Plastic bags made from cassava starch are being considered as an alternative to traditional plastic bags in the Pacific.
A number of Pacific Island states have banned plastic bags, amidst a wider regional effort to reduce ocean waste.
Indonesia recently offered Pacific countries help with technology to produce bio-degradable plastic made from cassava, a crop grown throughout the region.
Indonesian officials say the bags can easily dissolve in warm water.
A New Zealand-based scientist specialising in biopolymers said depending on how they are used, cassava bags could have merit.
Dr Florian Graichen said international standards would first have to be met.
"If it's certified and accepted, then you would fulfil either the bio-degradability or compostability standards. And I think then you can look at it as a credible alternative. Having said that, you wouldn't want to encourage just plastic bags being thrown away in any shape, form or whatsoever," he said.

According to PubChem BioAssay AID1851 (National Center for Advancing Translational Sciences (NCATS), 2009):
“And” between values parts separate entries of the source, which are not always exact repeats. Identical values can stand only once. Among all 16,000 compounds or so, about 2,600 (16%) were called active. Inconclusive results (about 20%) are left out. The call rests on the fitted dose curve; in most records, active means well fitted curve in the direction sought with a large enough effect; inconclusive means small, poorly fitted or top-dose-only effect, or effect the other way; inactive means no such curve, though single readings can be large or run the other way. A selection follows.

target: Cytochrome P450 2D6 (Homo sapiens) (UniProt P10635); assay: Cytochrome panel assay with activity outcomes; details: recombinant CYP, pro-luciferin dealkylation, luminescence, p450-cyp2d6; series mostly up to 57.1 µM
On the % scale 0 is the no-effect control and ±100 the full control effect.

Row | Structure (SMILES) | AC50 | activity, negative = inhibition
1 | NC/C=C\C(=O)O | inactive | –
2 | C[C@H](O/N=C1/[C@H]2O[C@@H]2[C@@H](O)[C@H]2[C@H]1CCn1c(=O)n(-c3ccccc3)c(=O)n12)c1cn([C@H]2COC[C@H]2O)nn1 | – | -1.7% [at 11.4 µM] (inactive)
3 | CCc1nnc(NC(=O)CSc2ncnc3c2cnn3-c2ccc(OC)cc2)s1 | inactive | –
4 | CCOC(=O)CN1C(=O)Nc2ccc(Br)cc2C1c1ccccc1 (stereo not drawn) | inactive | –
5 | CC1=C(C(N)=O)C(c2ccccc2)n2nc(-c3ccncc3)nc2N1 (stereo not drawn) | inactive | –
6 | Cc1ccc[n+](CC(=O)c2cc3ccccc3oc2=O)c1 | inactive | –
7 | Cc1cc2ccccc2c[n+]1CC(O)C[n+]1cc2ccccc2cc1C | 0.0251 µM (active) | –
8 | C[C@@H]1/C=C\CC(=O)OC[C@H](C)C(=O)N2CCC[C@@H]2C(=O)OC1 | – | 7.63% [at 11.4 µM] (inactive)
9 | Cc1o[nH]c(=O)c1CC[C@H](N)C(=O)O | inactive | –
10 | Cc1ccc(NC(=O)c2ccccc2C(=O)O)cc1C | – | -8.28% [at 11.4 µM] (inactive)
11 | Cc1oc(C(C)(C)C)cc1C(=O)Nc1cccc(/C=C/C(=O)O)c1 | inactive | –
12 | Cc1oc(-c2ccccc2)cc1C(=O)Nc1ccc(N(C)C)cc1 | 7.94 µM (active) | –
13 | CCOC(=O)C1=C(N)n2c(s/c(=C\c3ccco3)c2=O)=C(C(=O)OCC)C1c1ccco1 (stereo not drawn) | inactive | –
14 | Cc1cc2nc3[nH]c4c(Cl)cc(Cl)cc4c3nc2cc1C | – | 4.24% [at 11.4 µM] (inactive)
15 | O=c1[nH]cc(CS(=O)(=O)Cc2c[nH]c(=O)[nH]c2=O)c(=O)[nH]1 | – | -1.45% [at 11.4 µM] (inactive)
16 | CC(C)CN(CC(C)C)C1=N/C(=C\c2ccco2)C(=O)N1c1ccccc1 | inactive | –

Regional leaders at last month's Pacific Islands Forum summit in Apia pledged efforts to reduce plastic waste in the ocean, and appear to be showing interest in the biopolmer products coming online globally.
Dr Graichen, who is with the New Zealand crown research institute Scion, was hesitant to attribute the cassava bags as an answer to the massive problems with plastic waste, but suggested it could be better option to a plastic bag that never degrades.
"But again you wouldn't want to have that simply just lying around and flying around. The first thing you want to look at is how can you avoid it, regardless of what the bag is," he said.